GreenYes Digest V97 #221

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Fri, 22 Jan 1999 17:08:45 -0500

GreenYes Digest Mon, 15 Sep 97 Volume 97 : Issue 221

Today's Topics:
CIWMB Web Site
National Recycling Congress
Opinion Editorial
Zero Waste

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Problems you can't solve otherwise to

Date: Sun, 14 Sep 1997 15:14:06, -0500
Subject: CIWMB Web Site

List Members,

I tried to visit the California Integrated Waste Management Board's
web site ( today, but a user name/password
dialog box popped up. This is a recent change, because I was able to
visit the site freely about a week ago. Does anyone know why access
is now restricted? How does one go about getting a user name and
password? This site has really evolved into a great resource
(including Cal statutes AND regs), and I really need to have access.
I know that an associate at my office location downloaded some items
from the site last Friday, but I am doing some work at home this
weekend, and I sure could use the access!

Thanks in advance for any information along these lines...

Dave Reynolds
Senior Associate Economist
J. Michael Huls, REA


Date: Sun, 14 Sep 1997 23:34:24 -0400 (EDT)
Subject: National Recycling Congress


Look at Your Program For The Location





America Recycles Day, Earth Day, upcoming conferences and campaigns.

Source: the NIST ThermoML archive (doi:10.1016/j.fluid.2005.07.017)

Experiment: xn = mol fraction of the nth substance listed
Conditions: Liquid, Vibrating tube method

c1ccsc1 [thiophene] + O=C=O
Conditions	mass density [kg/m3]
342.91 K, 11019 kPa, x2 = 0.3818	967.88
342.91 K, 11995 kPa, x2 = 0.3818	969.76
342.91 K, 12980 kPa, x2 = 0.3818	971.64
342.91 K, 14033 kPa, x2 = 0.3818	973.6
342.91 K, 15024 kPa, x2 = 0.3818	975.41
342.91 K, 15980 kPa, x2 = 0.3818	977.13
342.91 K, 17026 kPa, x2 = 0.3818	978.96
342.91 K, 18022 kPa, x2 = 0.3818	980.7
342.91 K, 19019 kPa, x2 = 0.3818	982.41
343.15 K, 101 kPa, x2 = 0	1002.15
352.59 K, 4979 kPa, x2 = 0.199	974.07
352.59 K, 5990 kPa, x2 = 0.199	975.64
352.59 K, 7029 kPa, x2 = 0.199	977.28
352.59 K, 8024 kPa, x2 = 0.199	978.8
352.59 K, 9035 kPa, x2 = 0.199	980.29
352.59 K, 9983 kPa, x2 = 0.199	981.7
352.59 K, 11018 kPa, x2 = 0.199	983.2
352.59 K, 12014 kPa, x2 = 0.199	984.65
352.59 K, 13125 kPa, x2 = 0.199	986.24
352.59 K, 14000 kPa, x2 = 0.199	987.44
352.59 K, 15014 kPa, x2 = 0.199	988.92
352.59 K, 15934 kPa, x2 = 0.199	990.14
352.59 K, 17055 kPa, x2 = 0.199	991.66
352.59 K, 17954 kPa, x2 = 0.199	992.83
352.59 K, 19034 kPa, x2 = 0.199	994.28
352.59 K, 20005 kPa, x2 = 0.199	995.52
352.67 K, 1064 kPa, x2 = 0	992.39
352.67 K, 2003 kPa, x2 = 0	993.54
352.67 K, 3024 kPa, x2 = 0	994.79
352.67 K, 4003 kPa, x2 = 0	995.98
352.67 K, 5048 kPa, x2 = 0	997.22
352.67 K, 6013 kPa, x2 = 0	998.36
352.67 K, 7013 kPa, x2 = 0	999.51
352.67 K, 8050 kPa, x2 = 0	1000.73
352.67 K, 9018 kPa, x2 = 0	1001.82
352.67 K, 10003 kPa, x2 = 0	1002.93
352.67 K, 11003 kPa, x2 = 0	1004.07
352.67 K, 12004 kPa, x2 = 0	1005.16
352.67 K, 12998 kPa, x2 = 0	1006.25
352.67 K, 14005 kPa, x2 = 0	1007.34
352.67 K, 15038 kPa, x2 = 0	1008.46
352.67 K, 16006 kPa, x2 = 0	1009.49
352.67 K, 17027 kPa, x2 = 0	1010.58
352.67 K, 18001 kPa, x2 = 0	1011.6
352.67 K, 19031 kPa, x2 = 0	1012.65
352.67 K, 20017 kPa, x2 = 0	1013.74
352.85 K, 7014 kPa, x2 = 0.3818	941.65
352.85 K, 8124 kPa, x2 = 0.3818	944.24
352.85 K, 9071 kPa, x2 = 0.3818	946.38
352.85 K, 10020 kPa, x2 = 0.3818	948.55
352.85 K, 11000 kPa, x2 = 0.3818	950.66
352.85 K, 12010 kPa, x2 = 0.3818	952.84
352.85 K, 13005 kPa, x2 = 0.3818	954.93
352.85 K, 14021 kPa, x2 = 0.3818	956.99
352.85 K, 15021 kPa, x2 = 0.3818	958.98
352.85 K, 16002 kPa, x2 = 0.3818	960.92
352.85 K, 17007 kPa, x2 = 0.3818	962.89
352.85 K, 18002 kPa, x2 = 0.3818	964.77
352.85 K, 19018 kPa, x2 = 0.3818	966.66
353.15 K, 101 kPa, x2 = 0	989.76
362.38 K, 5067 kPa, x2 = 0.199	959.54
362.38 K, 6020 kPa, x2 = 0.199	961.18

Date: Sun, 14 Sep 1997 23:56:16 -0400 (EDT)
Subject: Opinion Editorial

by Richard V. Anthony

What is all this talk about recycling being a waste of time and money? The
motto "Waste Not Want Not", is an American tradition, as is the motto "Don't
Tread On Me". Prior to the end of World War II, every city in the USA had
a required recycling program. Our forefathers were self reliant and
conservative in the use of resources.

Do those who criticize recycling think that calling a resource a waste
convinces working people in this Country? American workers tend to listen to
Chief Seattle, who advised that we do not inherit the land from our
forefathers, we borrow it from our children, than the journalist who thought
recycling was a waste of time.

In the near future, a select committee appointed by the City of San Diego,
City Council to determine what San Diegans want do with discarded resources
in the year 2,000, will release its recommendations to the City Council.
Along with the institution of recycling collection services, the committee
recommends a Resource Recovery Ordinance that will prohibit certain
designated recyclables from being buried at the landfill. The committee and
the public in San Diego see recycling as a means to gain resource and job

Yet we read in the "Wall Street Journal", "New York Times" and even sometimes
in the "Union Tribune" criticism about recycling. Recently, a recycling
critic challenged the State goal requiring a reduction of 50% of materials
buried at the landfill by the year 2000. The critic claims that such a goal
is not cost effective and is an abuse of the powers of the State.

When AB 939 "The Integrated Waste Management Act of 1989" was chaptered into
law, the Statewide recycling rate was 12%. The year 1990 was set as the base
year, 1995 was a set as a target for the first 25% of the resources to be
diverted, and the year 2000 is the date for the 50% target. Today the
Statewide average is around 30% .

In San Diego, one of the reasons landfill tonnage's are down is that most of
the cities have attained 40% diversions and beyond. . The County Recycling
Plan, first initiated by then Supervisor Susan Golding in 1988, called for a
30% diversion of resources from County Landfills. One aspect of this plan
was to use landfill fees to pay for trucks and bins that were in turn
granted to the cities and their contractors to begin the first residential
and commercial recyclable materials collections.